Council boss defends £143,000 salary after Ofsted lambasts her department

Children’s services boss Sue Imbriano has defended her £143,000 pay packet, despite her department being slammed by Ofsted inspectors.

By The Newsroom
Friday, 8th August 2014, 4:38 pm
Sue Imbriano, director of childrens' services at Bucks County Council
Sue Imbriano, director of childrens' services at Bucks County Council

The director of children’s services, who is due to retire from her post in September after eight-and-a-half years in the job, is the second highest paid member of Bucks County Council.

When asked by The Bucks Herald how she could justify such a high salary when her department was failing she said: “I absolutely understand that people reading this will want to ask that question and that will be the uppermost in their minds, but of course there are salary ranges for jobs people do.

“But what I don’t want to do is detract from the job in hand, and that is about what we need to do.

Sue Imbriano, director of childrens' services at Bucks County Council

“And we know what we need to do around improvements to children’s services.

“In the eight-and-a-half years I have been the director of children’s services in Buckinghamshire I have been absolutely clear about the points for our children and young people, and getting things as right as we can.

“We know we have big improvements to make and that is what we are intent on now.”

And Mrs Imbriano outlined ways in which the department would work to improve, both before and after her exit.

She said: “We identified a number of these issues prior to Ofsted coming in, so we already have improvements in place.

“In the autumn of last year we brought in additional capacity and had a number of reviews of the processes and workflows from one team to the other, we made some changes there.

“We also brought in additional capacity to make a work improvement plan to work with colleagues on how we record what we do.”

She added: “These are the areas that are absolutely vital to get right and we have got a series of improvements which of course we will build on and accelerate to respond to the Ofsted findings.”

Angela MacPherson, portfolio holder for services at Bucks County Council responded to criticisms in the report that safeguarding children was not a priority for the authority.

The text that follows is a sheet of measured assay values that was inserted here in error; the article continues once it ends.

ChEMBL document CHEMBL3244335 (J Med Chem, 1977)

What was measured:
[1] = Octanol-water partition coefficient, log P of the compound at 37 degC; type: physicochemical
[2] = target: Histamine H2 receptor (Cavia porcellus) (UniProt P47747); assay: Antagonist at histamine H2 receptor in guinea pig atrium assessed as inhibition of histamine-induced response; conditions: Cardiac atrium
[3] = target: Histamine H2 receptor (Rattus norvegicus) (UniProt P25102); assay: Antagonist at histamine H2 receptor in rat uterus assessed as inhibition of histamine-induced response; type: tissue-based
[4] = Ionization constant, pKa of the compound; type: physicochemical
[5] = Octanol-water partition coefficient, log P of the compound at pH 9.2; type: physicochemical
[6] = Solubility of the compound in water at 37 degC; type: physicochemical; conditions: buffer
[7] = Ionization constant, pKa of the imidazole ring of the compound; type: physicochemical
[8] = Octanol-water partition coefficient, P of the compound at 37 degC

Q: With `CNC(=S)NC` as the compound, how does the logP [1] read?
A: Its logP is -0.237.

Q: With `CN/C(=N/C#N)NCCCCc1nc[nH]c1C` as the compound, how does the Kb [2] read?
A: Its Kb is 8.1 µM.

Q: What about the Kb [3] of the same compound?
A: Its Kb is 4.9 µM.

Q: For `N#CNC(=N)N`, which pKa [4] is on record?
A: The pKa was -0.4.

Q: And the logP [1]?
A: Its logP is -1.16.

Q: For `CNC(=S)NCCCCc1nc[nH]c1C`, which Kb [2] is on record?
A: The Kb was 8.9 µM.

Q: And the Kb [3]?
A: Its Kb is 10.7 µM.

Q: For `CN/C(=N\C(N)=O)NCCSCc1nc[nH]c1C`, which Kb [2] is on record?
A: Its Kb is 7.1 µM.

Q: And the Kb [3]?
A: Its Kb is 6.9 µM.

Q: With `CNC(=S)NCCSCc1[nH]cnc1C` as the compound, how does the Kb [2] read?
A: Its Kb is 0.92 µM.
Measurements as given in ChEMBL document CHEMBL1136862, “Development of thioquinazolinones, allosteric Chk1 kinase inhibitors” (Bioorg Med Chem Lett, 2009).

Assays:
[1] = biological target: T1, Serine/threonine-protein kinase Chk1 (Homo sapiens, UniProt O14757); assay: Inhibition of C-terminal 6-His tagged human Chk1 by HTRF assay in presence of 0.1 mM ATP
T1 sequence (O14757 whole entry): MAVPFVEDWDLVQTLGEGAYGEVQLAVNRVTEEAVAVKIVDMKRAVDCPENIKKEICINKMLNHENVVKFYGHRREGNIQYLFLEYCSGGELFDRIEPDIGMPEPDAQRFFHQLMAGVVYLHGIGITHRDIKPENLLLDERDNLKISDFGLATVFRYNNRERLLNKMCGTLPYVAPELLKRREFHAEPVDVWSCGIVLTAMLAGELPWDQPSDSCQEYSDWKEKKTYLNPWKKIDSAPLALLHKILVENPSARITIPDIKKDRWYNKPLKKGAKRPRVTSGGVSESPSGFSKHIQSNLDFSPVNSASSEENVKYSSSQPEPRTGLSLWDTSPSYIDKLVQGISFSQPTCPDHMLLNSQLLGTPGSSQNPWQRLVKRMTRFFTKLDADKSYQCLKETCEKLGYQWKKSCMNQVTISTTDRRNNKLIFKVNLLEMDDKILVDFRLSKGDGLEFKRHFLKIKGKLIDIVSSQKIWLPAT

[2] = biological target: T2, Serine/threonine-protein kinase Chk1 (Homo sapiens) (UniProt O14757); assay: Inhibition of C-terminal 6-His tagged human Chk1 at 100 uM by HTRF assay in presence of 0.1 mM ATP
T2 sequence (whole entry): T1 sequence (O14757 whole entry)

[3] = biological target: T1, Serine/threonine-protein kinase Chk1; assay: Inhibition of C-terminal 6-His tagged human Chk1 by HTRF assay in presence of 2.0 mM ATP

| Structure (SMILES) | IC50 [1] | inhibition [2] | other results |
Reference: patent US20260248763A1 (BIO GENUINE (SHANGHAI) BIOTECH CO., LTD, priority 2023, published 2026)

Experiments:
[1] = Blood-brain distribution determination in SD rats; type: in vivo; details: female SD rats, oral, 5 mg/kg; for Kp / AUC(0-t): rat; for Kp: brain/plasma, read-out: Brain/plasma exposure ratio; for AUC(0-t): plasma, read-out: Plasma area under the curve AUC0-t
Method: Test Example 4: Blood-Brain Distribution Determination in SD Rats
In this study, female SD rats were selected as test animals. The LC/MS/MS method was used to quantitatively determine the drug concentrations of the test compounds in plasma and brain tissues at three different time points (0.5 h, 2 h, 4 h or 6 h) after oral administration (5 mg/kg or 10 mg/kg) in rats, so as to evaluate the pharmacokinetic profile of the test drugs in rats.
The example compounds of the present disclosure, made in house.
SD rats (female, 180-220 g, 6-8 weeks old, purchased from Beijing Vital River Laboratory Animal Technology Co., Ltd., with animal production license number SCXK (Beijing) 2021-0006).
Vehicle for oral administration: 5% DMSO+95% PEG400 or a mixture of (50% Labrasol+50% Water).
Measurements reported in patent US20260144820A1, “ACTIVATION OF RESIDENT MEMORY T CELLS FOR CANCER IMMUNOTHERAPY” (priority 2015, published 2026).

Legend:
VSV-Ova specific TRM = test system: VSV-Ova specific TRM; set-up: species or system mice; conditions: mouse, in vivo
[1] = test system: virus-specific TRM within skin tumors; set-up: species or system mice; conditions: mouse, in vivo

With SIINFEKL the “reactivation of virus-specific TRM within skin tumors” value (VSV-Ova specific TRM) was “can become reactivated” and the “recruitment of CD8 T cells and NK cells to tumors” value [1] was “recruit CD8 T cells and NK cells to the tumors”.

She said: “I really must emphasise that as a local authority our corporate plan has identified a suite of eight priorities, strategically, and uppermost in these priorities is safeguarding and protecting the vulnerable.

“And we don’t just mean our children, who are of course a very large priority, but vulnerable adults as well.

“So we don’t rank priorities in Buckinghamshire in any way whatsoever.”

When asked where money will be found within the cash-strapped council to fund the vital improvements within the service she said: “We will be looking at an improvement plan which will address more of the issues that Ofsted has raised, which we had already previously identified.”

“As a local authority and a county we have huge financial pressures and have had to reduce budgets by over 40% over previous years, with still more to do.

“So there are massive pressures and huge competing priorities within the county council.

“We are very mindful from this Ofsted report that we will need to have robust discussions around the funding of childrens services going forward, and I will make sure that happens because we have to deliver on this Ofsted report regarding improvements to our services.”

And when asked by the service was still failing, despite operating over its budget in the last financial year, Cllr MacPherson claimed that the department had been put under pressure by a large amount of new referrals and children needing to be taken into care last year.

She said: “Last year we saw an unprecedented rise in demand for our services.

“We saw a doubling of referrals into our front door and also many more children coming into our care, we had to react to that.

“I have recently been looking at how my budget is composed and considering how it will cope with the demand that we are seeing and will be speaking with members of the cabinet to make the case for more resources.”